Former players like Damian Lillard, Kellen McCoy and Isiah Brown were among those who praised and expressed support for Duft’s hire. Former Utah State head coach and current Boise State assistant Tim Duryea also chimed in Thursday night on Twitter.
“Eric is one of the most influential people I have ever had the opportunity to know and work with. He will be an outstanding coach and leader at Weber State. They are lucky to have him” Duryea wrote:. “Great coach and great family.”
As previously reported in the Standard-Examiner, Rahe said fourth-year assistant Eric Daniels and freshman assistant Jorge Ruiz are committed to staying at Weber State. Duft said Thursday that Daniels will be his primary assistant coach.
“Eric Daniels is an incredibly gifted coach and scout…I appreciate his loyalty, he’s a rockstar in the business and I’m glad to have him by my side,” Duft said, adding that Ruiz “will do fantastic things.”
Duft said he will continue to lead Weber State’s offense, as he has for 16 years, and Daniels will continue to lead the defense and adapt what it looks like with each roster. But he will seek to make the program his own, including changing the training structure to a more “European” model which involves more five-on-five work, and being “good in game situations” as things that he will implement.
Its stated vision is to be “fearless in the pursuit of excellence”, to give the community a team and group of young men they can be proud of, and to maintain a “player program” where former players can coach current players.
Thursday was a big moment for the Duft family. Their eldest son, Jaret, started kindergarten when they first moved to Utah as Eric took a job on the bench from Rahe. He is now a freshman in college, but was home to hear the news earlier this week. Their second, Halle, is still in college and heard the news over the phone.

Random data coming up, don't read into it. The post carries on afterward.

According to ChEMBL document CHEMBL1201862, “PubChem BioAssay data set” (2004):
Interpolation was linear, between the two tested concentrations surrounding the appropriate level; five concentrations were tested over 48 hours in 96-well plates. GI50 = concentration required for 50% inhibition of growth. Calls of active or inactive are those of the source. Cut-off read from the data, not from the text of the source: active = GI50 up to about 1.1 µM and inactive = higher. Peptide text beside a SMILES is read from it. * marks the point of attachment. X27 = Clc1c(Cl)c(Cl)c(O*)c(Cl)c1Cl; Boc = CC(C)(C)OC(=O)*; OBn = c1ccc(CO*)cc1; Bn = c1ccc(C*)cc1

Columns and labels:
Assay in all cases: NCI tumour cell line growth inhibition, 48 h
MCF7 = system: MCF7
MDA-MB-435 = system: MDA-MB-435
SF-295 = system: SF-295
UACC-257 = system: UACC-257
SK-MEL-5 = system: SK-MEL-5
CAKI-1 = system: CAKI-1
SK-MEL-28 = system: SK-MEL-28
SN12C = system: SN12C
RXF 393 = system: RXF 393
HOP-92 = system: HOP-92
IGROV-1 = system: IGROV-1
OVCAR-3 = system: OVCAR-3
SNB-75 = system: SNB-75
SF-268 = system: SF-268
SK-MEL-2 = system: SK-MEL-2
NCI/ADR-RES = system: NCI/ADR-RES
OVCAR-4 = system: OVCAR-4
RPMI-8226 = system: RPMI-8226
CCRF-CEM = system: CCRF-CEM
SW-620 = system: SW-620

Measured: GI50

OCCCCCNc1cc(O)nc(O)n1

“They’ve been through a lot of ups and downs, and they live and die for every win and every loss, and I’m so proud of who they are,” Duft said of her kids. The two youngest, Easton and Kourt, are at home and are also around the team frequently.
“They are so into Weber State basketball and what we have here. They were jumping up and down (when told the news). And then all they could talk about was recruiting, who else we were going to get, and ‘dad, you better make sure Coach Daniels and Jorge are working hard on this recruiting,'” he said. he says. “So they were excited. It was a good time for our family.
“Our kids have all really grown up here and we feel like through them we’ve learned a lot about the community as well,” Sherri Duft said. “It’s also a great place to raise them all, and we loved the stability we’ve had here raising our family.”
Amid all the congratulatory calls and texts this week, interested people also came to fill the vacant position on Eric Duft’s bench. He said he had a few conversations this week, but mostly focused on his current players and their families. He wants the new coach to be on campus no later than a month from now, when all 2022-23 players have reported for the summer semester and practices.
That, finalizing the last three spots on the roster and scheduling are on the agenda by the end of June. Ruiz now takes the lead in the lineup with Duft, although the new head coach has said next year’s program is largely complete, at least in draft form.
“With recruitment taking longer now, planning has been pushed back as teams are a bit reluctant to sign contracts until rosters are finalized,” he explained.
Within a week, Duft’s patience paid off and his persistence in staying at Weber State did indeed lead him to the first chair on the bench.
“The last few days have been a whirlwind,” he said. “I am extremely excited and proud to be named the 10th head coach in Weber State history. Weber State has such a great tradition. We have had great coaches and players throughout the year. history of the program and I’m really proud and excited to be a part of it, and humbled and ready to get to work.